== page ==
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Online ISSN 1827-1596
Albertin A., Casati A., Deni F., Danelli G., Comotti L., Grifoni F., Fanelli G.
From the Department of Anesthesiology (Head: Prof. G. Torri) IRCCS H. San Raffaele University of Milan
Background. To compare in a prospective, randomized study the effects on cardiovascular changes after tracheal intubation produced by small doses of either remifentanil or fentanyl.
Methods. With Ethical Committee approval, after intravenous midazolam premedication (0.05 mg·kg-1), 30 normotensive, ASA physical status I-II patients, without cardiovascular or respiratory diseases, and with a Mallampati score <2, were randomly allocated to receive an intravenous bolus of either 3 µg·kg-1 fentanyl (n=15) or 1 µg·kg-1 remifentanil (n=15) infused over 60 sec and followed by a 0.15 µg·kg-1·min-1 continuous intravenous infusion. General anesthesia was then induced with propofol (2 mg·kg-1), followed by atracurium besilate (0.5 mg·kg-1) to facilitate tracheal intubation. Following intubation, the lungs were ventilated mechanically using a 60% nitrous oxide in oxygen mixture with a 1% inspired fraction of sevoflurane. Arterial blood pressure and heart rate were recorded before anesthesia induction (baseline), one minute after induction of anesthesia, immediately after tracheal intubation and every minute for the first five minutes after intubation.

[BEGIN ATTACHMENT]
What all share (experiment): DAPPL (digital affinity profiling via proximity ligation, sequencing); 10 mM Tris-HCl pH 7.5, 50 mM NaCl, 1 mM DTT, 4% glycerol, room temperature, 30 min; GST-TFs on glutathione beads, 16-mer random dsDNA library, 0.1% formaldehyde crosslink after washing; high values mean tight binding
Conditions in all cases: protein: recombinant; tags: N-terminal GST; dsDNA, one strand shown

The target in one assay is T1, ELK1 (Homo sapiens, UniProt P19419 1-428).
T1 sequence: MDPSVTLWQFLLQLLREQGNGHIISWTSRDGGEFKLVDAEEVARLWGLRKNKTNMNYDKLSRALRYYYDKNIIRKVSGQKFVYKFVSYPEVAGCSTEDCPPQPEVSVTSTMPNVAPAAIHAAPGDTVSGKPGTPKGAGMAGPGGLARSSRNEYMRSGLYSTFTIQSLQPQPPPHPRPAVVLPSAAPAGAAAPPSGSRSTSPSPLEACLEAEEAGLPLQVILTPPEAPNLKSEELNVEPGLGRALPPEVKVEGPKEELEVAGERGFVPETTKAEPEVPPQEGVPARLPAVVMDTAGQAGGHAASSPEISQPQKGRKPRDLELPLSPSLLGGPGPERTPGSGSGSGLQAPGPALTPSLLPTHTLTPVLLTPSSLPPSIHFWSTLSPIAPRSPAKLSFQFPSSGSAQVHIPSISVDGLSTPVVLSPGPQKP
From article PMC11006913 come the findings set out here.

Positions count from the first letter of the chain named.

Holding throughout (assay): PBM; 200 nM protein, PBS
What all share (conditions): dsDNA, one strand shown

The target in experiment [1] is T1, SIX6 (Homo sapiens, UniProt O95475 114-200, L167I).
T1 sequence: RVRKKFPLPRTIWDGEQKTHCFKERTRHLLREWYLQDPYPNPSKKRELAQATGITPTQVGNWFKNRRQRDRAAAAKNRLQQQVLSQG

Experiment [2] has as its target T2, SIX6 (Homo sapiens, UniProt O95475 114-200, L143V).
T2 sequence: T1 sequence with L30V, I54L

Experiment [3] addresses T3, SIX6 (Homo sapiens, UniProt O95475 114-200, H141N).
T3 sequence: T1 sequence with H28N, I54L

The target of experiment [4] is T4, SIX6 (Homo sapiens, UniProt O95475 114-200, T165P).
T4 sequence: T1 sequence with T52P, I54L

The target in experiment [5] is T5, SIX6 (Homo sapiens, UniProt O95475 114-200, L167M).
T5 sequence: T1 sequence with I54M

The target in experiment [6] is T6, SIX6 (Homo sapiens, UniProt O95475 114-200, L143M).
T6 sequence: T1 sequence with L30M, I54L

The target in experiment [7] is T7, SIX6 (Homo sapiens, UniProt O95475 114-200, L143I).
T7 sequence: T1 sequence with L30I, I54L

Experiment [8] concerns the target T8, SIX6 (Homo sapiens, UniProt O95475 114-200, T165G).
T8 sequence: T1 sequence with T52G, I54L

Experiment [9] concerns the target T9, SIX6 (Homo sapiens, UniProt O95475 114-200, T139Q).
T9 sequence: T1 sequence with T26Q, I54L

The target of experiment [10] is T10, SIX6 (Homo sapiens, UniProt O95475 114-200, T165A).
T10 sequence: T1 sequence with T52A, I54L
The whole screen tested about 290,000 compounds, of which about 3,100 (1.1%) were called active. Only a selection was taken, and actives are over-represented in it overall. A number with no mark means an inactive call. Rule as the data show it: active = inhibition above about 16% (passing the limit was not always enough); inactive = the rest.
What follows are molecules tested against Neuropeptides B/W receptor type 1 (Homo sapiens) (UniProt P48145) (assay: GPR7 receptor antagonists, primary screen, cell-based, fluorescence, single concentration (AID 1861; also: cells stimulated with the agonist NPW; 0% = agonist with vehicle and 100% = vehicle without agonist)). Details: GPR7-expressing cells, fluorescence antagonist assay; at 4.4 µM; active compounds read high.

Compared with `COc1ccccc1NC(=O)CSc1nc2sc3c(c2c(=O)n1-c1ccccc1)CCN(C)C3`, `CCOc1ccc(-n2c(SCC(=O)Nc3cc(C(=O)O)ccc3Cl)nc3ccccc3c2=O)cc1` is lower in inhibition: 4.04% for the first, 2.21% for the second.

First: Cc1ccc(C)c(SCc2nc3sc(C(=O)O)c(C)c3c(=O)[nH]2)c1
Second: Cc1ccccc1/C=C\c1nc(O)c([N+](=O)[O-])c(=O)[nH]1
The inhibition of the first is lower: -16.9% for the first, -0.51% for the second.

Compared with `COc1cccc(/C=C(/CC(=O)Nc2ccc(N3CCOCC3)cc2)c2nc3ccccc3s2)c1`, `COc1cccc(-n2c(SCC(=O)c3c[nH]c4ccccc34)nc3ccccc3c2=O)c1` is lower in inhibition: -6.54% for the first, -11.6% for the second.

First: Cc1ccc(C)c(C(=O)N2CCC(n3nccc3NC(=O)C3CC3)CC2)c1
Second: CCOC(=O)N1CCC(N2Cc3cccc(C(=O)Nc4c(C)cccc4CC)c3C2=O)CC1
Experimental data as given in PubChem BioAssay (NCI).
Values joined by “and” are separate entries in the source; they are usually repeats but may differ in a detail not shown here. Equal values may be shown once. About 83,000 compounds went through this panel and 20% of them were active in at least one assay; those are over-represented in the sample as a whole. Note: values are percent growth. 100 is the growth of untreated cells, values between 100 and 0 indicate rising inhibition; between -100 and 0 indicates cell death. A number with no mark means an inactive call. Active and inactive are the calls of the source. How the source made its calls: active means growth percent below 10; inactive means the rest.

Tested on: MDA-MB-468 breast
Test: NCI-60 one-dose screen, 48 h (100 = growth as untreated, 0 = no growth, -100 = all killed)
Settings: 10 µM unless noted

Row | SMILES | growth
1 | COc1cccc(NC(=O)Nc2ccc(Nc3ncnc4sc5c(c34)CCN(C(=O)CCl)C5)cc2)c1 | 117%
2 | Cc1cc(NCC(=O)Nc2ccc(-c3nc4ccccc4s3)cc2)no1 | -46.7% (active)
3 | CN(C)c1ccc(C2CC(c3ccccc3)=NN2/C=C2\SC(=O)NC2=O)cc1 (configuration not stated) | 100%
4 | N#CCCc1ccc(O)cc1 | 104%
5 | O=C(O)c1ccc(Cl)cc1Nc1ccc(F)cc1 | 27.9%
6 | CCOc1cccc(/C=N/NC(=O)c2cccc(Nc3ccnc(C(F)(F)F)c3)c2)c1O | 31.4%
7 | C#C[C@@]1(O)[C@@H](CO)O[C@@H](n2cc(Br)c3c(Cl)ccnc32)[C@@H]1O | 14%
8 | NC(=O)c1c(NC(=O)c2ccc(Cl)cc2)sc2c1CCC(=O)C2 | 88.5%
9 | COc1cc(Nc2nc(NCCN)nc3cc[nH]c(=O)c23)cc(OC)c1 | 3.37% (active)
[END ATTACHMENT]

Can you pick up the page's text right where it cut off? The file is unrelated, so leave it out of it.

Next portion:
Results. Systolic arterial blood pressure values were significantly higher in the Fentanyl than in the Remifentanil group patients from 2 to 5 min after tracheal intubation (p<0.01), while no differences were observed between the two groups in either diastolic arterial blood pressure or heart rate values. Four patients in the Remifentanil group (26%) but only one patient in the Fentanyl group (7%) showed systolic blood pressure values <90 mmHg during the study period (p=not significant); however, the observed decreases in systolic arterial blood pressure values were transient and did not require treatment for any subject.
Conclusion. We conclude that in healthy normotensive patients, the control of cardiovascular responses to tracheal intubation obtained with a 1 µg·kg-1 loading dose of remifentanil is more effective than that provided by a 3 µg·kg-1 bolus of fentanyl, with the advantage of no risks for postoperative respiratory depression.